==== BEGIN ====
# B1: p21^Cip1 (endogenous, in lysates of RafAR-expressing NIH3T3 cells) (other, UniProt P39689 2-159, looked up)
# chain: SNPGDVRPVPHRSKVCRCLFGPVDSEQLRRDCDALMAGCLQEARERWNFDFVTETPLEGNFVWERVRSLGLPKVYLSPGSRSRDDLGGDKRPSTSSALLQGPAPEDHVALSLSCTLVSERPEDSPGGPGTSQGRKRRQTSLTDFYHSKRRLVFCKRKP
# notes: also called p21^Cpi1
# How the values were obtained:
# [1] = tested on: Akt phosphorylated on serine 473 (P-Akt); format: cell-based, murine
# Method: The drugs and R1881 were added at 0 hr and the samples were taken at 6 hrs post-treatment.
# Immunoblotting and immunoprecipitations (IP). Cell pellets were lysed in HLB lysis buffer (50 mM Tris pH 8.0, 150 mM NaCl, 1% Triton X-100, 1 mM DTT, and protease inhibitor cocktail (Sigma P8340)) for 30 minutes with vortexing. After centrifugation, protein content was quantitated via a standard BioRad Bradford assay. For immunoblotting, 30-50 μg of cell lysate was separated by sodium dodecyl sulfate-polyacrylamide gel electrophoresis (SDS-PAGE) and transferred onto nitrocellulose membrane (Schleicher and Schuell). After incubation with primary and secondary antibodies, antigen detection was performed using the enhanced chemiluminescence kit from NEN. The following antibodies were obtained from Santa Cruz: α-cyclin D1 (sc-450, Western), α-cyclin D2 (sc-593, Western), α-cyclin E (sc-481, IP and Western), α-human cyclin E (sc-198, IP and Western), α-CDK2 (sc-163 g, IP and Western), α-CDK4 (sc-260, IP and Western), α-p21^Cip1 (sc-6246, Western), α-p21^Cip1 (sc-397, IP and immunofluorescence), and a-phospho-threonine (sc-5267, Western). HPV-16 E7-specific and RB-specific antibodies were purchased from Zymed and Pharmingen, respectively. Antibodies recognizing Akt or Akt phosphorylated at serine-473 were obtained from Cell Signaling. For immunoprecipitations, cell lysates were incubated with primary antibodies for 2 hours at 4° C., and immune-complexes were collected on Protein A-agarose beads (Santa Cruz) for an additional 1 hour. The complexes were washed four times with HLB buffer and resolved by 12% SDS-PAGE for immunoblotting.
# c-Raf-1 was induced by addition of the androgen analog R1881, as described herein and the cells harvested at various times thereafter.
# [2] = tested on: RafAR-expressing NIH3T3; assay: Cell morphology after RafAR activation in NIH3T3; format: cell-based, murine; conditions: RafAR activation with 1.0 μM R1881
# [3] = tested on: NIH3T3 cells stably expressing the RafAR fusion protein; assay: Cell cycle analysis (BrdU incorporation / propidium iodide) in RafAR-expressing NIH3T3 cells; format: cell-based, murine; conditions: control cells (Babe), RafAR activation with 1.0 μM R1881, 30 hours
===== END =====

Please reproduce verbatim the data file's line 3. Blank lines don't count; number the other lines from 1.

# notes: also called p21^Cpi1